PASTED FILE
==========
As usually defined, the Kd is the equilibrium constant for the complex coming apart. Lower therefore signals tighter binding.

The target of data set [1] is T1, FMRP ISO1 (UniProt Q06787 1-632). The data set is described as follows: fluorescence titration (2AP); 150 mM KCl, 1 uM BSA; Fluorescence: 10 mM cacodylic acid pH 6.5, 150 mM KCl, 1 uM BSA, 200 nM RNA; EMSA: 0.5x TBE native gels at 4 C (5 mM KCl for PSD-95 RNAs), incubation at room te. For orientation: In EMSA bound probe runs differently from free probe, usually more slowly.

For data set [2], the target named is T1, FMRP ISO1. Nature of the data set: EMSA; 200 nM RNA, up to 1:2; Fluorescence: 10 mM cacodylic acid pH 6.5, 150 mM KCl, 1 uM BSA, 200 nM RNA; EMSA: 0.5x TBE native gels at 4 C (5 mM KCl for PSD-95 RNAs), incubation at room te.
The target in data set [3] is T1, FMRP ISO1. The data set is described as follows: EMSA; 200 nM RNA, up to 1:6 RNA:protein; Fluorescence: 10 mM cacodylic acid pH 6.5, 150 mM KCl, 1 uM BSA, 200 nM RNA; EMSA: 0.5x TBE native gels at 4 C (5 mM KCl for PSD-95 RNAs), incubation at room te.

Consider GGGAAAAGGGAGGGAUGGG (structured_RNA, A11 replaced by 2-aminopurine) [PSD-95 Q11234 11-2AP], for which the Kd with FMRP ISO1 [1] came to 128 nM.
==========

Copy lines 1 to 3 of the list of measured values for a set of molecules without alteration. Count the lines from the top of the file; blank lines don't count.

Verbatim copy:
As usually defined, the Kd is the equilibrium constant for the complex coming apart. Lower therefore signals tighter binding.

The target of data set [1] is T1, FMRP ISO1 (UniProt Q06787 1-632). The data set is described as follows: fluorescence titration (2AP); 150 mM KCl, 1 uM BSA; Fluorescence: 10 mM cacodylic acid pH 6.5, 150 mM KCl, 1 uM BSA, 200 nM RNA; EMSA: 0.5x TBE native gels at 4 C (5 mM KCl for PSD-95 RNAs), incubation at room te. For orientation: In EMSA bound probe runs differently from free probe, usually more slowly.

For data set [2], the target named is T1, FMRP ISO1. Nature of the data set: EMSA; 200 nM RNA, up to 1:2; Fluorescence: 10 mM cacodylic acid pH 6.5, 150 mM KCl, 1 uM BSA, 200 nM RNA; EMSA: 0.5x TBE native gels at 4 C (5 mM KCl for PSD-95 RNAs), incubation at room te.